After the failure of a comprehensive gambling package that would have created an enforcement arm to crack down on illegal gambling, Attorney General Steve Marshall is calling on local officials to enforce the state's preexisting restrictions.

The 2024 legislative session was dominated by gambling. The debate and feud between the House and Senate over the proposed legislation led to much tension and gridlock in the legislative process. The package ultimately failed after not receiving sufficient Senate support, much to the chagrin of House members who claimed the legislation was the best solution to the rampant illegal gambling in Alabama.

SEE: Speaker Ledbetter: 'We're going to see probably an expansion of more illegal gambling'

In a recent appearance on 93.1 "News & Views with Joey Clark," Marshall, who opposed the gambling legislation, placed the legal onus of enforcing the state's gambling prohibitions on local law enforcement, who he claimed often refuse to prosecute or arrest illegal gambling operators.

"There's no doubt that we've got active cases involving multiple jurisdictions and multiple facilities where we're continuing to try to shut down those that are illegal," Marshall said. "What we need to make sure is that local officials do their job when they find these illegal facilities."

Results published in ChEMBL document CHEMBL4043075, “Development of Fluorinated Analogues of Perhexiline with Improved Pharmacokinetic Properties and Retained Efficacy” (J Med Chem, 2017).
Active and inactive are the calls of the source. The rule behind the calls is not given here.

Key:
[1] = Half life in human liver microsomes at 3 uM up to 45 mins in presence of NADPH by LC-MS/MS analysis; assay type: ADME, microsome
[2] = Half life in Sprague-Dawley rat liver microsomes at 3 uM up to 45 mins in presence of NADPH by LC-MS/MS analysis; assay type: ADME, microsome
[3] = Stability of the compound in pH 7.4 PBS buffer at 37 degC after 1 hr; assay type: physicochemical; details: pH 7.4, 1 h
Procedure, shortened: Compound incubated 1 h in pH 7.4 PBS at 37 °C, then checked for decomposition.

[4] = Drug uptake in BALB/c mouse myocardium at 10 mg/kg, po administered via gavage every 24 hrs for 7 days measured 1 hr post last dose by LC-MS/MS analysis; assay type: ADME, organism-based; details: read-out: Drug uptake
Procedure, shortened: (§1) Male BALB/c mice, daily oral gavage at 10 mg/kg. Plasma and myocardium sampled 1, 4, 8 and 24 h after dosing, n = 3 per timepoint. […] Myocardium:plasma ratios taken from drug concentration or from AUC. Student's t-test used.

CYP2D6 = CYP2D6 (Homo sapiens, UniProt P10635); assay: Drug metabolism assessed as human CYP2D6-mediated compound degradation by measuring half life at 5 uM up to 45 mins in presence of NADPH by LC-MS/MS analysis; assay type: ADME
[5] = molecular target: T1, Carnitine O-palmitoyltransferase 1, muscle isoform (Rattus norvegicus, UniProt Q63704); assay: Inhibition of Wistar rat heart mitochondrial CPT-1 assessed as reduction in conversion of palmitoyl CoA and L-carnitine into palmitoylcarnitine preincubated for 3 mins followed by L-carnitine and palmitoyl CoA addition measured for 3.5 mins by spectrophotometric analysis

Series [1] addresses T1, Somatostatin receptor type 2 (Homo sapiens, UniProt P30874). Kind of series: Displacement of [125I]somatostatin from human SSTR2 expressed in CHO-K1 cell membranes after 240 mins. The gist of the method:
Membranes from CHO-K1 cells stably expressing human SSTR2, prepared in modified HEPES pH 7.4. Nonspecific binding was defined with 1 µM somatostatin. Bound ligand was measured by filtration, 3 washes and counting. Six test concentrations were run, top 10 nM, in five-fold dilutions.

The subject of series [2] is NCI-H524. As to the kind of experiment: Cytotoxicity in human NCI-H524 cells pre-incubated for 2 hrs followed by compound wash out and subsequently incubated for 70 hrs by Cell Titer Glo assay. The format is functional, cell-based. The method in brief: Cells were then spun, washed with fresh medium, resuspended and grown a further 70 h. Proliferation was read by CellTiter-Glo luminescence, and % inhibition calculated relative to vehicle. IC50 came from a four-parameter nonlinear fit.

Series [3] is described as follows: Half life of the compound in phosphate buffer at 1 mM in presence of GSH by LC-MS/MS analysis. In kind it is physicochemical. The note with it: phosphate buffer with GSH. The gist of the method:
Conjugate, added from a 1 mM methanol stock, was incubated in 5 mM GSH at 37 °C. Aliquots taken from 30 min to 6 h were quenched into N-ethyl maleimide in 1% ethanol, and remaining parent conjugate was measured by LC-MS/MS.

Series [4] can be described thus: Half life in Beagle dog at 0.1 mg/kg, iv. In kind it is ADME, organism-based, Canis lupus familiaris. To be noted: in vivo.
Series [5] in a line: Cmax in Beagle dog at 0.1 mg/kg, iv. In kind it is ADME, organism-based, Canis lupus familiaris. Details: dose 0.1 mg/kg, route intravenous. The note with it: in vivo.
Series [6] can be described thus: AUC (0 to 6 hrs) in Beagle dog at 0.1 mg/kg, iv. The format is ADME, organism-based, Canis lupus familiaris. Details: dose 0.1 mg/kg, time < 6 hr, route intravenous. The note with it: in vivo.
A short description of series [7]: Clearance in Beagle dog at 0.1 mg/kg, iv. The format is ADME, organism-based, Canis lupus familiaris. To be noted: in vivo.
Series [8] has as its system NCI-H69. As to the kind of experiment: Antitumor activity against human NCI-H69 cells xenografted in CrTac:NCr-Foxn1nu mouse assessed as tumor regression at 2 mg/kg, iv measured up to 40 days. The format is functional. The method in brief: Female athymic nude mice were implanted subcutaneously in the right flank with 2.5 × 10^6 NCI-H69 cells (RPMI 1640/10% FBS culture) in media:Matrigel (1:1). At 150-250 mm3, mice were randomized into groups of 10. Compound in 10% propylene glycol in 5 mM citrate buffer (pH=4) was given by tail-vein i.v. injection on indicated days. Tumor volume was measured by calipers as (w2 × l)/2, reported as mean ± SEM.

Marshall used Jefferson County as an example of local authorities refusing to prosecute illegal gambling.

SEE: Gambling with the Public Trust: Jefferson Co. Sheriff Pettway long neglected responsibility to close illegal bingo halls

"When we had Mike Hale as the sheriff there, there were no illegal operations going on," Marshall continued. "You had a new sheriff that came in that said, 'gambling's not going to be a priority for me.' And what happened? You saw these facilities open up. I do think local law enforcement has a responsibility along with local prosecutors. But also, as the attorney general, my job is also to be able to weigh in. I think you're going to continue to see us go after these illegal operations, but we'll also continue to make sure that local officials are aware of any information that we have and remind them of their responsibility to do the same."

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